In the bottom half of the draw Jannik Sinner plays his first tournament since suffering a hip injury in Rome as he takes on Christopher Eubanks in the opening round.

Sinner could face Cameron Norrie in the third round with the Brit taking on Pavel Kotov in his opening round before playing the winner of the battle of the Grand Slam champions between Andy Murray and Stan Wawrinka.

Murray and Wawrinka will clash for the fourth time at Roland Garros with Wawrinka leading their head-to-head 2-1 in Paris.

This section also includes in-form players such as Hubert Hurkacz, Alejandro Tabilo and Rome finalist Nicolas Jarry.

Finally Carlos Alcaraz will begin his Roland Garros campaign against a qualifier before potentially playing Jack Draper in the second round.

Another exciting clash awaits Alcaraz in the third round in the form of Sebastian Korda with Andrey Rublev or Stefanos Tsitsipas being potential quarter-final opponents.

This is the full draw with Roland Garros beginning on Sunday.

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Alexander Zverev Secures Return To Top Four After Winning Italian Open

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Alexander Zverev has clinched his first Masters title since 2021 after downing Nicolas Jarry in straight sets at the Italian Open.

The world No.5 surged to a 6-4,7-5, victory at the Faro Italico to become the 10th player in the Open Era to win the Rome trophy on multiple occasions. He also won the tournament in 2017. Zverev’s latest win was aided by an impressive service display from the 27-year-old who also hit 15 winners against eight unforced errors. He is now 22-1 against players ranked outside the top five at the tournament with his only loss being to Matteo Berrettini five years ago.

“It means a lot. Winning my first (Masters) title and winning my first after my injury in Rome. Rome is a very special place for me,” the new champion said afterwards. 
“I said at the beginning of the week if Rome is the place of firsts for me I’m extremely happy about it. It’s a very special week.” 

Playing in his first Masters 1000 final since 2022, Zverev produced a serving masterclass throughout the opening set with the German winning 20 out of 21 points. In contrast, Jarry experienced more difficult but valiantly fought back with the Chilean saving two straight break points at 4-4. Eventually, the third seed sealed the opener two games later with the help of some costly shots coming from across the court. A deep shot towards the baseline was unsuccessfully returned by Jarry, handing Zverev a set point which he converted.

Continuing to pile the pressure on in the second set, Zverev had a double chance to break for a 3-1 lead but failed to capitalise on that opportunity. The opportunities continued to come and go. Back-to-back double faults from Jarry at 4-5 handed Zverev two championship points but once again he failed to take advantage. Eventually, he sealed victory two games later with the help of a forehand shot that Jarry returned out. Prompting Zverev to raise his hands in delight before later paying tribute to his rival.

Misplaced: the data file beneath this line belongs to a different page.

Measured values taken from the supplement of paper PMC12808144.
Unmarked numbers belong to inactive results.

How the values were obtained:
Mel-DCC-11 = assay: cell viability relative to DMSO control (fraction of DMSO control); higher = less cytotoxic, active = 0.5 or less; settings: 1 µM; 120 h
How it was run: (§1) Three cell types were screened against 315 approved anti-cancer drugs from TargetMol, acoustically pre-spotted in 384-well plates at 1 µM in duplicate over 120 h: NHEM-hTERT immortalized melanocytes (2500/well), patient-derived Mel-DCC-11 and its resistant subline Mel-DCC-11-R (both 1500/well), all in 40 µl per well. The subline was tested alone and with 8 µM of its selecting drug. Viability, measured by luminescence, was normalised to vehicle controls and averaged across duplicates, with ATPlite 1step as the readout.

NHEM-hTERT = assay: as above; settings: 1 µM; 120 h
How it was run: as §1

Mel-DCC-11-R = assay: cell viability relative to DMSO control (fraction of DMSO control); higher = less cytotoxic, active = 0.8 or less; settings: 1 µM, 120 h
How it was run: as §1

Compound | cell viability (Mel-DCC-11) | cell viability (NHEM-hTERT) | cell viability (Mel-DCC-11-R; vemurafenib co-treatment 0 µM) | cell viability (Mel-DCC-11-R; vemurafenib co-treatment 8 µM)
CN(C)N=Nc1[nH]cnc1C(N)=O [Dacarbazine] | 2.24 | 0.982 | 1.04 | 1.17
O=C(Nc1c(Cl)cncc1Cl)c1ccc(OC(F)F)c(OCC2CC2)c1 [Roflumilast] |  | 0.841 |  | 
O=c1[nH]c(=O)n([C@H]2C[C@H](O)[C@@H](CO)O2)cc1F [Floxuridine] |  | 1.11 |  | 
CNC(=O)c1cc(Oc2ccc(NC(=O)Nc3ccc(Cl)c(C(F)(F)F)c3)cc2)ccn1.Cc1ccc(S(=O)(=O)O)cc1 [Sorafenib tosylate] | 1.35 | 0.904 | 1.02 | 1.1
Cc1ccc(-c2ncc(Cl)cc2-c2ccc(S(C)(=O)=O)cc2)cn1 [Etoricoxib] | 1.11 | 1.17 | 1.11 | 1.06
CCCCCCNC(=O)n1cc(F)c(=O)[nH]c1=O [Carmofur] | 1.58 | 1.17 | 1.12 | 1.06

“He’s playing huge. You can see that by the opponents he beat and how he beat them,” he said of Jarry. 
“I told him if he continues playing like that he is going to have many more chances. I’m happy to be the winner.”

As a result of his Rome triumph, Zverev has secured a top-four seeding for the French Open. On Monday he will rise in the PIF ATP rankings to No.4 which will be his highest position since August 2022. During that same year, he sustained a serious ankle injury which sidelined him for months. 

“The focus is on Paris, that’s for sure. but let me enjoy this one for a day or so and then I will have my full focus on Paris,” said Zverev.

Zverev has now won six Masters 1000 titles which places him in joint-ninth on the all-time list along with Daniil Medvedev. 

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Novak Djokovic Accepts Geneva Wildcard Ahead Of Roland Garros

Novak Djokovic has accepted a wildcard into next week’s ATP 250 event in Geneva as he looks to improve his form ahead of Roland Garros.

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Novak Djokovic has shockingly accepted a wildcard into next week’s ATP 250 event in Geneva.

The world number one hasn’t had the best season so far having yet to reach a final at any of his events this season.

There was hope for Djokovic that his fortunes would change on clay and the Serb started his clay court season by reaching the semi-finals in Monte-Carlo before losing to Casper Ruud.

However Djokovic’s clay court hopes were dashed in Rome as he lost in the third round to in-form Chilean Alejandro Tabilo.

This has meant that Djokovic risks being undercooked for the second Grand Slam of the season at Roland Garros.

Therefore the Serb has had no option but to take a wildcard into next week’s ATP 250 in Geneva.

Djokovic will join Casper Ruud, Andy Murray, Denis Shapovalov and Taylor Fritz in next week’s event.

Next week’s appearance will be the first appearance in Geneva in Djokovic who will be the top seed in Switzerland.